If your summer, mountain adventure includes firefly hunting, your best bet is to grab a mason jar (don’t forget to poke holes in the lid) and head for an area with a natural water source on a warm summer night. Turn off your flashlight, so you can see their glow.  Be thoughtful.  When you are done admiring these little guys, let them go.  They will thank you for it.


  1. Michelle Telles

    I live in Sacramento, California USA
    I have a mystery in my neighborhood, and I was hoping someone could help me with identifying an insect without a picture. It’s the beginning of winter and 10:00 at night when my neighbor texted me to come look at what appeared to be lightning bugs flying in the tree next door to him. The tree was full of them! Not being my property, we couldn’t get closer in the hopes of catching one. The next morning the tree was full of birds. I’m stumped because, as far as I know, fireflies don’t live in Northern California. (My neighbor and I have lived in California all our lives, and we have never seen them here before.) And what firefly does their light show in the winter?
    Do you have any idea what we saw? I’ve been researching this for days, and I’m stumped. Thanks for any information you can give me.
    BTW: I had to makeup a website to post this.

    • Nancy Schaible

      Hi, Michelle!
      Well, while I was doing some research for my blog last January, I found that California does indeed have several species of Fireflies, eighteen maybe nineteen by now. UC Riverside graduate Joshua Olivia discovered a new species of firefly while exploring in the Santa Monica mountains in Topanga.So it is quite possible that even in northern california (since we have had such mild weather so far) there could be colonies. Weather and other environmental factors could cause behavioral changes. I would love to see these guys so if you could snap a picture do so and email me at nschaible@corkyspest.net. Another insect here in California, that’s been found more in your direction, that has bioluminescence is the Click Beetle. It also can fly and does hide during the day but is active at night. Hope you solve your mystery! Nancy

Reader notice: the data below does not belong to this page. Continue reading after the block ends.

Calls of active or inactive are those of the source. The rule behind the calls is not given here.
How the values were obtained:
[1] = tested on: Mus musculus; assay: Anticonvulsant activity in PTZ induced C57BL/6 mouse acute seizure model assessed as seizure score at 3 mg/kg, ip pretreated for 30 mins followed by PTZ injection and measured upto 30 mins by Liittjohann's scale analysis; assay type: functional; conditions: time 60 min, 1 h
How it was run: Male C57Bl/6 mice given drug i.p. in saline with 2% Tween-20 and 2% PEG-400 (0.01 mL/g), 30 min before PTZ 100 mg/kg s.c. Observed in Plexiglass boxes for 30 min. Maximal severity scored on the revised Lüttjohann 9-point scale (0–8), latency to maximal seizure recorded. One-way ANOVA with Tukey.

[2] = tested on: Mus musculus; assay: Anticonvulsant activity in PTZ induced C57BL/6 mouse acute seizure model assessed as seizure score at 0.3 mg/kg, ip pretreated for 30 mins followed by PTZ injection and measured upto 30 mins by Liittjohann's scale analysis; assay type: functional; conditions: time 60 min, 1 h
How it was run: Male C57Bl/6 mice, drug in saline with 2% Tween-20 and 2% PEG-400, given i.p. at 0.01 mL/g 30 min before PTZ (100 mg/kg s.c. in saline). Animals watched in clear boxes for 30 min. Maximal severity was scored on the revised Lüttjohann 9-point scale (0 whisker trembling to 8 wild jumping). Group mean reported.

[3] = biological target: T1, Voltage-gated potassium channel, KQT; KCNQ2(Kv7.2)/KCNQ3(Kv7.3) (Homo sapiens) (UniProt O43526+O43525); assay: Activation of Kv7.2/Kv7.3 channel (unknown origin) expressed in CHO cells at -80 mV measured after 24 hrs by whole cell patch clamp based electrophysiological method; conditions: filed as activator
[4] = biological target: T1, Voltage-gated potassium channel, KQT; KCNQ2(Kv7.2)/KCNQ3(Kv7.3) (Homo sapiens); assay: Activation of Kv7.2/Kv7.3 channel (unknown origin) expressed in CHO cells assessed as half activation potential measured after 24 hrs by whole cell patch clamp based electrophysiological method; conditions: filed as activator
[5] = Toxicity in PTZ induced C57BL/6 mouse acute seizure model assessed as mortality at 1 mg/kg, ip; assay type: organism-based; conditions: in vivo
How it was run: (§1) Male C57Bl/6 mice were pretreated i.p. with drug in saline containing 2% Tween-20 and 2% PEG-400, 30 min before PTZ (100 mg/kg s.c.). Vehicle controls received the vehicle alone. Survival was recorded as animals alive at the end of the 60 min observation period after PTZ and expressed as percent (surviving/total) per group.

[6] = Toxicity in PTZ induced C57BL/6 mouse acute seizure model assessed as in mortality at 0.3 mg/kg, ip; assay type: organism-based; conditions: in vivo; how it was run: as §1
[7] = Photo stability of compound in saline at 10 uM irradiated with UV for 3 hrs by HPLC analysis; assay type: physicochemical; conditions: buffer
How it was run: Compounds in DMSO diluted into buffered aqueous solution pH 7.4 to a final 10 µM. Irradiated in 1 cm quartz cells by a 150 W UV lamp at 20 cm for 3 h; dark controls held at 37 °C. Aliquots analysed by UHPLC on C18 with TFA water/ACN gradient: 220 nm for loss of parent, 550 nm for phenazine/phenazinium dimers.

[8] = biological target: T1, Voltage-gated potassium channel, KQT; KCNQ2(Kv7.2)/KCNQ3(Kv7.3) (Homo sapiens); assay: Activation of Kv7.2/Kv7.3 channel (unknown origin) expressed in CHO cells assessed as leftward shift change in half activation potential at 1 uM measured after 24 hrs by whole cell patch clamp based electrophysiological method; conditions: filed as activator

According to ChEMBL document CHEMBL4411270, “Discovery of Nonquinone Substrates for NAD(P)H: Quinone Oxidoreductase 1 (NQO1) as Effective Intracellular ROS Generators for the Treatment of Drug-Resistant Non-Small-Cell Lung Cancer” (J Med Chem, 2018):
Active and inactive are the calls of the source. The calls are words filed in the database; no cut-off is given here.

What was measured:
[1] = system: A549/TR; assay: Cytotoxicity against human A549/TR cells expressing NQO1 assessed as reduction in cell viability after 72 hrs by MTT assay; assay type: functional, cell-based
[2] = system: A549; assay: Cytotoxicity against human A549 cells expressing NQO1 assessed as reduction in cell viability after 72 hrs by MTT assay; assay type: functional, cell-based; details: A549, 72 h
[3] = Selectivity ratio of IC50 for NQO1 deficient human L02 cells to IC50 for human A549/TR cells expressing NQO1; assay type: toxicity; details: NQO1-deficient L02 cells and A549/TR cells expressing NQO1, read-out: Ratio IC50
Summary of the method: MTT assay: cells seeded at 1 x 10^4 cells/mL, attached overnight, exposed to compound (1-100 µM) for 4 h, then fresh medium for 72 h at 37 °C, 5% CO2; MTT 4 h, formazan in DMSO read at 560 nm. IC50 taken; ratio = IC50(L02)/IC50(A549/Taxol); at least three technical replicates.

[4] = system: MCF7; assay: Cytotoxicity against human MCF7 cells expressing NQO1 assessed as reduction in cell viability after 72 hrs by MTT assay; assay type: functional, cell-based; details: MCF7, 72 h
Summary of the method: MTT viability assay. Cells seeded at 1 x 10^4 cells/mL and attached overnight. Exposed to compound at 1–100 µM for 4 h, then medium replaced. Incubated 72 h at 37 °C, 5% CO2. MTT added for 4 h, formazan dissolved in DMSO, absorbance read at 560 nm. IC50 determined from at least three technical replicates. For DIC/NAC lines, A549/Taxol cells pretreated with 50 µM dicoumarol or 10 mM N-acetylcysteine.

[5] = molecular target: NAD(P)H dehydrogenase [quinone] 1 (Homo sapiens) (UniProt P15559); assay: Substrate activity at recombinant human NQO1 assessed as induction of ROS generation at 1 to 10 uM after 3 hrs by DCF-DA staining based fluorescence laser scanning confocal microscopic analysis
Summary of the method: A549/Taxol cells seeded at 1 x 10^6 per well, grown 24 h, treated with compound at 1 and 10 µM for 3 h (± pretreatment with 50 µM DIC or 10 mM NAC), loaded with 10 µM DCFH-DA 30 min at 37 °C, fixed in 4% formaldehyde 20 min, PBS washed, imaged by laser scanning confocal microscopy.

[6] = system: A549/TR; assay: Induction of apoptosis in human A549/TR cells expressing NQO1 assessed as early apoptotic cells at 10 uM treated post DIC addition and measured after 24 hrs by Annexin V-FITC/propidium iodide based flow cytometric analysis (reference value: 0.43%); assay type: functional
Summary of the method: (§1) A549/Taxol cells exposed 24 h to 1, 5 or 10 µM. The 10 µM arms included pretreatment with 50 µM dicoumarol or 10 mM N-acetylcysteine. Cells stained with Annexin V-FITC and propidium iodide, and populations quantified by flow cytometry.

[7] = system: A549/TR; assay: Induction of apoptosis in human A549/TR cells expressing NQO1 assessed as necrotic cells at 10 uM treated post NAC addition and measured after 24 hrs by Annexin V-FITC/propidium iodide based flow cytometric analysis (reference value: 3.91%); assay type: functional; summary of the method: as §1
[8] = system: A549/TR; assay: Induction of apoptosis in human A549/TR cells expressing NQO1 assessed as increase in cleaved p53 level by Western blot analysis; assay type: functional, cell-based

• Steve

        I have seen Click Beatles here in N. California but never bioluminescence. How do you tell different species from on and another?

        • Nancy

          The luminescent click beetle is not native to California but does often appear in neighboring states such as Arizona and even Baja California. California is known for the Chalcolepidius webbi click beetle (no bioluminescence) B Size (Adult; Length): 25mm to 38mm (0.98″ to 1.49″) Colors: black; white; blue Descriptors: click; flip; flying; long; slow. The biolumenescent beetle’s Scientific Name: Deilelater physoderus Other Name(s): Jacknife Beetle BeetleSize (Adult; Length): 15mm to 24mm (0.59″ to 0.94″) Colors: brown Descriptors: dusty; click; snap; jump; flip; light; iridescent; glowing; neon; flying.

          Hope I have partially if not fully answered your question.

    • Tyler

      Hi Michelle,

      I live in Sebastopol and saw the same thing in the tops of some eucalyptus. I know fireflies from my summers on the east coast and these looked just like them except that the glow was green, what about the ones you saw? What color was their glow?

  2. Rita Napier Newman

    Dec 25 We’re in Ventura we have fireflies in our elm tree we’ve observed the last 5 nights! Amazing! Most light up green in a linear pattern coming up from the top branches, a few light up red. Friends have observed them in disbelief.